I reached out again, this time pressing my hand to his chest. I felt his inhalation, faint but existent, and felt reassured. Pulling away I whispered, "Hello?" My voice sounded awkward to my own ears.

A pitiful whimper answered me. "Bella?"

"Close I guess, but no…" I responded, "Beth. I'd like to help you, if you're agreeable to that."

As I studied the inert form, I weighed my options. It didn't take long to determine a course of action and I organized my plan into clearly defined steps. Step One: Providing it was possible given our size difference, get him into the truck. My cell didn't have good reception in the mountains and it would be faster to drive him down the hill than to wait for an ambulance. Besides, what would I say to the paramedics? "Sorry, I don't know what's wrong with him either. Maybe ask a vet?" I mocked to myself.

"You'll have to help me a little," I said. "I'm not a wimp, but you're twice as tall as me. No way am I getting you all the way to the truck by myself."

With a reassuring groan from him, I stooped down and wrapped one of his arms around my shoulders. "On three, okay?" I counted out loud.

My legs gave all they had on the rise up, which was good because if they'd had any less, we wouldn't have made it upright. He was easily more than a foot taller than my own five foot three, and weighed in my estimation half a ton. On top of it all he was shaking with exhaustion and possibly an illness of some sort (something I hoped wasn't contagious).

Step One was completed with one final, labored step and an awkward half pull, half shove into the passenger seat. In this case it was fortunate he was so tall, he compensated for the height of the truck.

Step Two: Get into the truck myself. This step I hardly had to plan, already closing the door before I fully processed the train of thought.

Step Three: Drive home.

--

I was running before I hit the trees, my clothes strewn out behind me like a trail of crumbs – as if I wanted to find my way back. It was almost too easy now to phase. I didn't have to think. My body already knew where I was going and, before I asked it to, it gave me what I wanted.

I had four legs and I was flying.

The trees blurred into a sea of black flowing around me. My muscles bunched and released in an effortless rhythm. I could run like this for days and I would not be tired. Maybe, this time, I wouldn't stop.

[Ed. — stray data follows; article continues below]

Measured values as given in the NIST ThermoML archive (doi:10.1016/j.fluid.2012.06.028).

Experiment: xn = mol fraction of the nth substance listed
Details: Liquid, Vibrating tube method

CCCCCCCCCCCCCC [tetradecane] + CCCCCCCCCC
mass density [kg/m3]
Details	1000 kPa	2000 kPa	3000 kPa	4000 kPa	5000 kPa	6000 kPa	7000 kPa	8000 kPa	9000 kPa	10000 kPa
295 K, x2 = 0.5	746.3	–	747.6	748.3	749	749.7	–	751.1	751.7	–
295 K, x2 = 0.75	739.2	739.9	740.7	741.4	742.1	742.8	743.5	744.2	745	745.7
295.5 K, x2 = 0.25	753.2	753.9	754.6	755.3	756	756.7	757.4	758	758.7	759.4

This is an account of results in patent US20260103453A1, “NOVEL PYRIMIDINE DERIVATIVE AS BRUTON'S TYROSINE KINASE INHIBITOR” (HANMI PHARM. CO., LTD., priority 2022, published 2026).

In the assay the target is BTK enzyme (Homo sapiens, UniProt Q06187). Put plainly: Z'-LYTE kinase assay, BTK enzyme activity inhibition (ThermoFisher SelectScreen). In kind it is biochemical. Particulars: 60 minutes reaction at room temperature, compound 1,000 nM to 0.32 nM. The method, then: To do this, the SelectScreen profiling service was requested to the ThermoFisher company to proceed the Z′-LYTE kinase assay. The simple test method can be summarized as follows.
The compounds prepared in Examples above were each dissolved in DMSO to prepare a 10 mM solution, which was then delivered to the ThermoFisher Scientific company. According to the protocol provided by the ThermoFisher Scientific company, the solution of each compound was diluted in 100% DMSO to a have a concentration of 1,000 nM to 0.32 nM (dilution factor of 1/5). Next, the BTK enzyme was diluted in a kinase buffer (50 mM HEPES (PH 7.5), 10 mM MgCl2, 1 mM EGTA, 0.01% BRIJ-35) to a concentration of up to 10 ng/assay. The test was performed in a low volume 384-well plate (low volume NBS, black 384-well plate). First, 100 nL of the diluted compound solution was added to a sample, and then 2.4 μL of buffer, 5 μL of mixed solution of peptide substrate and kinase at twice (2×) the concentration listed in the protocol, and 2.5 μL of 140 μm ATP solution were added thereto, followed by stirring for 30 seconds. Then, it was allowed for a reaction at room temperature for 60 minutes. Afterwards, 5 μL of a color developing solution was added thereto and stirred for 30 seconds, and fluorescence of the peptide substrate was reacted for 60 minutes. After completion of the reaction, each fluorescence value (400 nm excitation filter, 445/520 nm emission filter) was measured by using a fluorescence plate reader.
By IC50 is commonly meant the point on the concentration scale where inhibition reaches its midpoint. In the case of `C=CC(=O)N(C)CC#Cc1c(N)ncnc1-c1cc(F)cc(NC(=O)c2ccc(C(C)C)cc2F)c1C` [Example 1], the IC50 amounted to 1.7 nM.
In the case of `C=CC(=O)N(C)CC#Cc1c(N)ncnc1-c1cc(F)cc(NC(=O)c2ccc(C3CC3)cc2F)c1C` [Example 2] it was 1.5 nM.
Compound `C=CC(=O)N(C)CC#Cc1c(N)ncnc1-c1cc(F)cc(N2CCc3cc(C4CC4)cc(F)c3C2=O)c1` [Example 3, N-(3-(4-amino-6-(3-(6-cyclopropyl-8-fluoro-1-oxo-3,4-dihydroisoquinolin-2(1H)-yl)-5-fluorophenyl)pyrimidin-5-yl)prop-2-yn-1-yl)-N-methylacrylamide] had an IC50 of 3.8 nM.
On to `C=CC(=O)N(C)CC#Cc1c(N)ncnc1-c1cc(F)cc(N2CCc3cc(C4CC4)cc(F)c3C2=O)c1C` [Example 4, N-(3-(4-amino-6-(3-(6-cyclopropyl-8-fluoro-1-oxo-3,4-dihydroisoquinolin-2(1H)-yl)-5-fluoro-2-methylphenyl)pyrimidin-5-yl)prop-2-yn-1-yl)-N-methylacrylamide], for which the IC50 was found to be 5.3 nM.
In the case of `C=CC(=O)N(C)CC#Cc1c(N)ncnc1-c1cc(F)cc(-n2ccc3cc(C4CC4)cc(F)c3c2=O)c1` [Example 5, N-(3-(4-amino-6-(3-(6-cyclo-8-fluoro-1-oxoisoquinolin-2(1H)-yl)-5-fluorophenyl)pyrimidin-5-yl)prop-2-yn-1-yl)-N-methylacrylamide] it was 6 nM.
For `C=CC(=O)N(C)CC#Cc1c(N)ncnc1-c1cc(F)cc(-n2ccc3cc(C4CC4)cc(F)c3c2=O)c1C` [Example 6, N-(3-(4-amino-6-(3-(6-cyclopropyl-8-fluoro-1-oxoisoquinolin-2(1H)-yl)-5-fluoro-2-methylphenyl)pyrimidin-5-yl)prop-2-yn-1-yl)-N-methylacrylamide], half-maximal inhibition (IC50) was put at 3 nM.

However long I'd run, however far, it wasn't enough. My anger bound me to my wolf form. It was all I dared to trust. Wind and trees stung in place of the tears I couldn't cry while phased and gratefully, the sun hid from me behind layers of clouds. At the first nightfall, I was glad for the darkness and ran recklessly, lost in movement.

Maybe it was days; the daylight rose and fell, and the darkness shrouded me again and again until my fur was matted with bits of forest, held together with the rain that beat down in typical Washington fashion.

It was almost a relief when the clouds dissipated. Since I'd left home, I'd been in solitude with the forest, but now the moon joined us in a perfect trio. I howled my rage to her – my unearthly cries echoing until my throat protested and I ran out of breath. I fought fatigue – kept running long past energy was gone, until running was automatic.

Rage turned to a bitterness that shook my bones and the hole in my chest scraped, raw and bleeding with every heartbeat. My legs shook with the strain of exertion, forced me to slow to a walk until I gave into absolute exhaustion some time later, and finally fell.

I didn't have the energy to be angry anymore. Taunted by the nearing blackness of unconsciousness, my body phased into my human form without considering the source of the new hum in the background or the scent of another, a girl, nearby. Her soft "Hello?" reached through the weary fog of my mind.

"Bella?" I knew it couldn't be her, the scent was wrong, but I wished with all my heart I was wrong.

"No…" she responded and I acknowledged, accepting, not listening for further explanation.

Somehow she either managed to convince me to stand or hauled me up by sheer force of will, then slowly led the way to the source of the hum; which had become a distant presence in the back of my skull.

We drove, and I heard her voice faintly but was too far gone to hear more than snippets, "… at my house. It isn't far," I processed during moments of some clarity, "unless you need a doctor?"